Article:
Mental Health

Burnout in Youth Sports: How to Navigate Mental Exhaustion

A teenage athlete taking a break in the locker room.

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Burnout in Youth Sports: How to Navigate Mental Exhaustion

Just like adults can experience burnout from work and all life's responsibilities, so can your children. Kids with busy schedules who participate in extracurricular activities, including after-school sports, can have increased stress and be at higher risk of burning out.

Tina Gurnani, MD, a pediatric and adolescent psychiatrist at AdventHealth for Children, explains what burnout is, signs to watch for and some helpful strategies to help your child.

What Is Burnout?

Burnout is considered a form of exhaustion caused by constantly feeling flooded. It happens when we experience too much mental, emotional and physical fatigue for too long. But burnout isn’t the same as feeling stressed. While too much stress can lead to burnout, “normal” stress levels can be a motivating factor that keeps us going. Burnout is a feeling of complete depletion that you have nothing left to give.

Children are experiencing stress and peer pressure in ways previous generations couldn’t have predicted. “With the dramatic rise in technology usage, social media and issues like cyberbullying — to name a few — kids today have added stressors that are not meant for children to bear,” says Dr. Gurnani. “It shouldn’t come as a surprise that so many kids are experiencing real burnout.”

What Are the Symptoms of Burnout in Kids?

Some common signs of burnout to look for include:

  • Avoiding social activities
  • Difficulty falling or staying asleep, or sleeping too much
  • Eating more or less than usual
  • Fatigue and mental exhaustion
  • Physical complaints, such as aches and pains
  • Reduced interest in activities they usually enjoy

If your child shows one or more of these signs, connect with their pediatrician or a mental health professional who can help. And keep reading for tips to help them navigate their burnout.

Initiate the Conversation

Starting an open, nonjudgemental conversation with your child is a great first step to gain insight into what's happening in their life and how they feel. Listen intently and encourage honesty. Then, once you've uncovered the cause behind their emotions, you can figure out how to help.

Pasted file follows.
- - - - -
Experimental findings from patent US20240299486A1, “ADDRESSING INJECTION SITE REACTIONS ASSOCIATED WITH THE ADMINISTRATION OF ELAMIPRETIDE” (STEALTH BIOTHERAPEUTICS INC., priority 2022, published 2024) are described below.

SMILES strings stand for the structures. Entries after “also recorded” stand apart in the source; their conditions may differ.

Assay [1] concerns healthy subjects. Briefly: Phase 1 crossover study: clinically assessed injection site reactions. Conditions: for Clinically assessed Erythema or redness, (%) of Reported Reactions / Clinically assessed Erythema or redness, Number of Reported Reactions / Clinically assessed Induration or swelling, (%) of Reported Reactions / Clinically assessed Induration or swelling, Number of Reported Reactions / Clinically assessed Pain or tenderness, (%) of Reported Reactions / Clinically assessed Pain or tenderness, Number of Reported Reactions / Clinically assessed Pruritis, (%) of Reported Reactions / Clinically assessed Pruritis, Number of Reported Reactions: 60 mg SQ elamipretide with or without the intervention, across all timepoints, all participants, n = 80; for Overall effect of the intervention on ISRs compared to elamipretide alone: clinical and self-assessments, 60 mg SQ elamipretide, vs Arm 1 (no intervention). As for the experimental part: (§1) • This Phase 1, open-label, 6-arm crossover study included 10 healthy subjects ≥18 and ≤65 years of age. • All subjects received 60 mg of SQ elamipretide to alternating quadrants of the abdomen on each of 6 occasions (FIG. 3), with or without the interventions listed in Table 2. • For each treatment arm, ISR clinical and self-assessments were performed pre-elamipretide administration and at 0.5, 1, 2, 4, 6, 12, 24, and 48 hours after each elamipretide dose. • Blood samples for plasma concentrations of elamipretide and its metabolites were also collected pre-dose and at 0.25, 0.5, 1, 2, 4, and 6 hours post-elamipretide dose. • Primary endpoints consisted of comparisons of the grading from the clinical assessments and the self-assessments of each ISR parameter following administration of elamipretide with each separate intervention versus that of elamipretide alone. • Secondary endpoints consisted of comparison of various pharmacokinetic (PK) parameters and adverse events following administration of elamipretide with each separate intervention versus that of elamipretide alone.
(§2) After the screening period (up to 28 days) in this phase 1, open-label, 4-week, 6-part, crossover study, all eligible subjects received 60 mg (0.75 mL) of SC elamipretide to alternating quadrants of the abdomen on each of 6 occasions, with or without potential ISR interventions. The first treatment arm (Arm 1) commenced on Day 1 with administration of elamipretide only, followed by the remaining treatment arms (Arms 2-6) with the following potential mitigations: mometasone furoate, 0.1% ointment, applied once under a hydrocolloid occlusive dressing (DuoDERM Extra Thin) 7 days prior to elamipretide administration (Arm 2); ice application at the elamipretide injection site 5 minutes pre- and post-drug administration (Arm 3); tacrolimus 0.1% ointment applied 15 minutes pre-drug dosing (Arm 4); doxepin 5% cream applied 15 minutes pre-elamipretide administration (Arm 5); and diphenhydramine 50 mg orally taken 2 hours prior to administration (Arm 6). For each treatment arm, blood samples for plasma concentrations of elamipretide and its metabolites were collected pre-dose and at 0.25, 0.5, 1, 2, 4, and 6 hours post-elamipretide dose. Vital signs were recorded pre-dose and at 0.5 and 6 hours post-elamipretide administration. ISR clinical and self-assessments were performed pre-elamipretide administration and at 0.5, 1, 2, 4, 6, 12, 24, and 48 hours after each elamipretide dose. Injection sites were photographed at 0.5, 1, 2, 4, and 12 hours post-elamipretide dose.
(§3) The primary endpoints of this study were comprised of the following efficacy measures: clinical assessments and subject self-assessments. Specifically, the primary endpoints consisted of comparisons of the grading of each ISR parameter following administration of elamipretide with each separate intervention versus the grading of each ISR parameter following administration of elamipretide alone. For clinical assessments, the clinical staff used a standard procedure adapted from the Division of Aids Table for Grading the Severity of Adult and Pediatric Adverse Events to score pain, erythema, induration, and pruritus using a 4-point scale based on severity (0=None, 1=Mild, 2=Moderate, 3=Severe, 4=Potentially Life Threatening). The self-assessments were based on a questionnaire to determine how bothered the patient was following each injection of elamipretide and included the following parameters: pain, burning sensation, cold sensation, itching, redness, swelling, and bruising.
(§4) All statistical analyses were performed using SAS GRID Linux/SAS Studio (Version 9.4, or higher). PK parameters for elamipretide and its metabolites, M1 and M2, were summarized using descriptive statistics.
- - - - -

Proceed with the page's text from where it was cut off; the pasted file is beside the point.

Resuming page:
“If your child shows signs of burnout and isn't ready to open up to you about it, you can also encourage them to see a therapist or counselor,” suggests Dr. Gurnani. “Your child's therapist can offer guidance on managing their schedule and techniques to cope with their stress.”

Negative Effects of Overscheduling Kids

While participating in sports offers a host of positive effects that benefit kids’ whole health, there are some drawbacks if adding another hefty time commitment to their busy schedules increases their stress levels.

Dr. Gurnani shares, "Participation in youth sports programs may trigger feelings of anxiety and exhaustion, as well as self-imposed and societal pressure for your child. Additionally, consider how your child's busy schedule affects their sleep, academic and overall life balance."

If your child participates in multiple activities or experiences burnout from managing an overpacked schedule, it might be time to consider whether their joy and interest in the sport outweigh feelings of overwhelm. And know that quitting isn’t necessarily the answer. Work with your children to create a schedule that’s manageable for them and your whole family.

Encourage Relaxation Techniques

Nearly everyone experiences burnout at some point, and it's not always realistic to simply drop activities and responsibilities. Relaxation and coping strategies can teach your children how to better manage their time, their feelings and their energy levels.

“Taking time out to relax amidst all your responsibilities may seem counterproductive, but it's a great way to reset and feel more grounded,” Dr. Gurnani explains.

Here are a few ideas your child can try to help them find balance:

  • Aromatherapy
  • A warm bath
  • Coloring
  • Deep breathing
  • Journaling
  • Listening to music
  • Meditation or prayer

Encourage your child to incorporate one or more of these ideas or devise a different strategy that works for them. Watch for any improvements.

Treatment Options for Anxiety

Just being a kid can be stressful, and there's a fine line between burnout and anxiety. If your child doesn't seem like their usual self, consider whether they're displaying signs of anxiety, which may include:

  • Difficulty concentrating
  • Feeling tense or fidgety
  • Frequent headaches or stomachaches
  • Frequent worrying or negative thoughts
  • Lack of appetite or increased hunger
  • Lack of sleep or waking throughout the night
  • Recurring trips to the bathroom

Your child's pediatrician or a mental health professional can help diagnose and offer treatment to help them feel like themselves again.

Whole-Person Health Care for Your Child's Body, Mind and Spirit

Mental health treatment is a positive step that can give your children the lift they need, treat illness and help them balance their busy lives. Our pediatric mental health specialists are here to support your child in body, mind and spirit.

To learn more or get connected, visit

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